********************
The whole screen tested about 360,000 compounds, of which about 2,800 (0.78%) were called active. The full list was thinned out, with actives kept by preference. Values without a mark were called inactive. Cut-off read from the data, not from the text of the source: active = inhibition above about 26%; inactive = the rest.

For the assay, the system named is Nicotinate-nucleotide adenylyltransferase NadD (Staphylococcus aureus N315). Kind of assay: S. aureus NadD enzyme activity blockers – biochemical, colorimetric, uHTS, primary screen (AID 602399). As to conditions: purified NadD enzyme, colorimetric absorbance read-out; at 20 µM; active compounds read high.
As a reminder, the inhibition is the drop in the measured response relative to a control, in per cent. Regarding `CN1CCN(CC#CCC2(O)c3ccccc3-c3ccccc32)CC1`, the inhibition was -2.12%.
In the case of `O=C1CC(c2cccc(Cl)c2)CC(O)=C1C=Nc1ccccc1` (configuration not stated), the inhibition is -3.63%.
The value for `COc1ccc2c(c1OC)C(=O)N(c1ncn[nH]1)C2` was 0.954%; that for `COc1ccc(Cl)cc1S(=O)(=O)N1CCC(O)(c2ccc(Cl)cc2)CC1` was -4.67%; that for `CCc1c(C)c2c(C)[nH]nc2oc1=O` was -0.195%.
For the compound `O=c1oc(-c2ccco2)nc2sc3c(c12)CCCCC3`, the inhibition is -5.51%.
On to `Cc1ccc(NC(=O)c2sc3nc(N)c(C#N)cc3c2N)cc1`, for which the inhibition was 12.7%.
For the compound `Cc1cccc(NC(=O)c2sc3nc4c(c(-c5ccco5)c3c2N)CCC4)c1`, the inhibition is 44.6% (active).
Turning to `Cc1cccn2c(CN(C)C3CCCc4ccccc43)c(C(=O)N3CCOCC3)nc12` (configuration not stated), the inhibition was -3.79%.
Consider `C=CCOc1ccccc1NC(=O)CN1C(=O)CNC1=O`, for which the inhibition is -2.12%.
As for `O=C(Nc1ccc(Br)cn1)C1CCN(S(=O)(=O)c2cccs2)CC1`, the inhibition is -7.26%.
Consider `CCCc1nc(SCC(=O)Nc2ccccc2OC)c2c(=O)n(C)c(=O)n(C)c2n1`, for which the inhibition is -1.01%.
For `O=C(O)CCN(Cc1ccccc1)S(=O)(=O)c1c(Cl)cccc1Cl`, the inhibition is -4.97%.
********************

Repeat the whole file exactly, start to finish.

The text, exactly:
The whole screen tested about 360,000 compounds, of which about 2,800 (0.78%) were called active. The full list was thinned out, with actives kept by preference. Values without a mark were called inactive. Cut-off read from the data, not from the text of the source: active = inhibition above about 26%; inactive = the rest.

For the assay, the system named is Nicotinate-nucleotide adenylyltransferase NadD (Staphylococcus aureus N315). Kind of assay: S. aureus NadD enzyme activity blockers – biochemical, colorimetric, uHTS, primary screen (AID 602399). As to conditions: purified NadD enzyme, colorimetric absorbance read-out; at 20 µM; active compounds read high.
As a reminder, the inhibition is the drop in the measured response relative to a control, in per cent. Regarding `CN1CCN(CC#CCC2(O)c3ccccc3-c3ccccc32)CC1`, the inhibition was -2.12%.
In the case of `O=C1CC(c2cccc(Cl)c2)CC(O)=C1C=Nc1ccccc1` (configuration not stated), the inhibition is -3.63%.
The value for `COc1ccc2c(c1OC)C(=O)N(c1ncn[nH]1)C2` was 0.954%; that for `COc1ccc(Cl)cc1S(=O)(=O)N1CCC(O)(c2ccc(Cl)cc2)CC1` was -4.67%; that for `CCc1c(C)c2c(C)[nH]nc2oc1=O` was -0.195%.
For the compound `O=c1oc(-c2ccco2)nc2sc3c(c12)CCCCC3`, the inhibition is -5.51%.
On to `Cc1ccc(NC(=O)c2sc3nc(N)c(C#N)cc3c2N)cc1`, for which the inhibition was 12.7%.
For the compound `Cc1cccc(NC(=O)c2sc3nc4c(c(-c5ccco5)c3c2N)CCC4)c1`, the inhibition is 44.6% (active).
Turning to `Cc1cccn2c(CN(C)C3CCCc4ccccc43)c(C(=O)N3CCOCC3)nc12` (configuration not stated), the inhibition was -3.79%.
Consider `C=CCOc1ccccc1NC(=O)CN1C(=O)CNC1=O`, for which the inhibition is -2.12%.
As for `O=C(Nc1ccc(Br)cn1)C1CCN(S(=O)(=O)c2cccs2)CC1`, the inhibition is -7.26%.
Consider `CCCc1nc(SCC(=O)Nc2ccccc2OC)c2c(=O)n(C)c(=O)n(C)c2n1`, for which the inhibition is -1.01%.
For `O=C(O)CCN(Cc1ccccc1)S(=O)(=O)c1c(Cl)cccc1Cl`, the inhibition is -4.97%.